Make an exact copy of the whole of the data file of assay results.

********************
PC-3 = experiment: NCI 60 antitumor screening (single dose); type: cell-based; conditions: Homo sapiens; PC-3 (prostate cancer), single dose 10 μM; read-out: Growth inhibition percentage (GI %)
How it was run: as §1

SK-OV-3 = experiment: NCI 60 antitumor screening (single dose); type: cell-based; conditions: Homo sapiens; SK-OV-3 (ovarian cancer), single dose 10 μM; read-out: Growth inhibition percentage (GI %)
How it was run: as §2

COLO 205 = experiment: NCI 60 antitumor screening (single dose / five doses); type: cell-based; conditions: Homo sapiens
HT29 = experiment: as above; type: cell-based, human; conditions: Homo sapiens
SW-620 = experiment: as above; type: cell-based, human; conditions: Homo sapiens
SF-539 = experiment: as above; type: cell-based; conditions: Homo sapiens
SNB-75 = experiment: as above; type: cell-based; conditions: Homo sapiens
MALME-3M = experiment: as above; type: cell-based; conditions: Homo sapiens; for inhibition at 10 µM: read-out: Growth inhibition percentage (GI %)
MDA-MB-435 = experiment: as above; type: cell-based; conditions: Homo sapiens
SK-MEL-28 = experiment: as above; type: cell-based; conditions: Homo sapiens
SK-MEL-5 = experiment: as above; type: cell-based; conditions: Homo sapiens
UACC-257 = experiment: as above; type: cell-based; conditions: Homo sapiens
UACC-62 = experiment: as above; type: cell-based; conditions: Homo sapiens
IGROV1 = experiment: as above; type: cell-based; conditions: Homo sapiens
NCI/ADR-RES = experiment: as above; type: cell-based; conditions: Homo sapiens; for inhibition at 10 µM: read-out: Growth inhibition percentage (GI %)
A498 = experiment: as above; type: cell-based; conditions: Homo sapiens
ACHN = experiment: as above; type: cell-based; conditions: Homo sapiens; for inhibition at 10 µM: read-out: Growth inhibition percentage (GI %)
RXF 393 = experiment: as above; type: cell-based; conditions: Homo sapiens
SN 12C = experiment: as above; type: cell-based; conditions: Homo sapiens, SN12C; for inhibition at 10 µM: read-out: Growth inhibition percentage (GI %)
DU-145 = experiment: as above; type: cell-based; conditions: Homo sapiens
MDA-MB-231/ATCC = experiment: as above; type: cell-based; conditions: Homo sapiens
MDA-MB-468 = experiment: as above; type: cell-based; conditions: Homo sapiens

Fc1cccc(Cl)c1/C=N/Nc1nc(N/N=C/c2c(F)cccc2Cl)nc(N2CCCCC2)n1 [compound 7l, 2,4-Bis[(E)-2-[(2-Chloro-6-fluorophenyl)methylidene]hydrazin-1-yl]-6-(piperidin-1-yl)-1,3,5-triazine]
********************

PC-3 = experiment: NCI 60 antitumor screening (single dose); type: cell-based; conditions: Homo sapiens; PC-3 (prostate cancer), single dose 10 μM; read-out: Growth inhibition percentage (GI %)
How it was run: as §1

SK-OV-3 = experiment: NCI 60 antitumor screening (single dose); type: cell-based; conditions: Homo sapiens; SK-OV-3 (ovarian cancer), single dose 10 μM; read-out: Growth inhibition percentage (GI %)
How it was run: as §2

COLO 205 = experiment: NCI 60 antitumor screening (single dose / five doses); type: cell-based; conditions: Homo sapiens
HT29 = experiment: as above; type: cell-based, human; conditions: Homo sapiens
SW-620 = experiment: as above; type: cell-based, human; conditions: Homo sapiens
SF-539 = experiment: as above; type: cell-based; conditions: Homo sapiens
SNB-75 = experiment: as above; type: cell-based; conditions: Homo sapiens
MALME-3M = experiment: as above; type: cell-based; conditions: Homo sapiens; for inhibition at 10 µM: read-out: Growth inhibition percentage (GI %)
MDA-MB-435 = experiment: as above; type: cell-based; conditions: Homo sapiens
SK-MEL-28 = experiment: as above; type: cell-based; conditions: Homo sapiens
SK-MEL-5 = experiment: as above; type: cell-based; conditions: Homo sapiens
UACC-257 = experiment: as above; type: cell-based; conditions: Homo sapiens
UACC-62 = experiment: as above; type: cell-based; conditions: Homo sapiens
IGROV1 = experiment: as above; type: cell-based; conditions: Homo sapiens
NCI/ADR-RES = experiment: as above; type: cell-based; conditions: Homo sapiens; for inhibition at 10 µM: read-out: Growth inhibition percentage (GI %)
A498 = experiment: as above; type: cell-based; conditions: Homo sapiens
ACHN = experiment: as above; type: cell-based; conditions: Homo sapiens; for inhibition at 10 µM: read-out: Growth inhibition percentage (GI %)
RXF 393 = experiment: as above; type: cell-based; conditions: Homo sapiens
SN 12C = experiment: as above; type: cell-based; conditions: Homo sapiens, SN12C; for inhibition at 10 µM: read-out: Growth inhibition percentage (GI %)
DU-145 = experiment: as above; type: cell-based; conditions: Homo sapiens
MDA-MB-231/ATCC = experiment: as above; type: cell-based; conditions: Homo sapiens
MDA-MB-468 = experiment: as above; type: cell-based; conditions: Homo sapiens

Fc1cccc(Cl)c1/C=N/Nc1nc(N/N=C/c2c(F)cccc2Cl)nc(N2CCCCC2)n1 [compound 7l, 2,4-Bis[(E)-2-[(2-Chloro-6-fluorophenyl)methylidene]hydrazin-1-yl]-6-(piperidin-1-yl)-1,3,5-triazine]